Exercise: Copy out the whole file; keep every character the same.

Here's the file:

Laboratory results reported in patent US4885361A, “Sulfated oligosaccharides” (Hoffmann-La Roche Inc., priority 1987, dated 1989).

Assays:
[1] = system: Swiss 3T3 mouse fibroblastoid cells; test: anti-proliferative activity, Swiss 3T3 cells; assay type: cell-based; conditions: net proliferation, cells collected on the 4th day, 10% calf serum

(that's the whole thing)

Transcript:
Laboratory results reported in patent US4885361A, “Sulfated oligosaccharides” (Hoffmann-La Roche Inc., priority 1987, dated 1989).

Assays:
[1] = system: Swiss 3T3 mouse fibroblastoid cells; test: anti-proliferative activity, Swiss 3T3 cells; assay type: cell-based; conditions: net proliferation, cells collected on the 4th day, 10% calf serum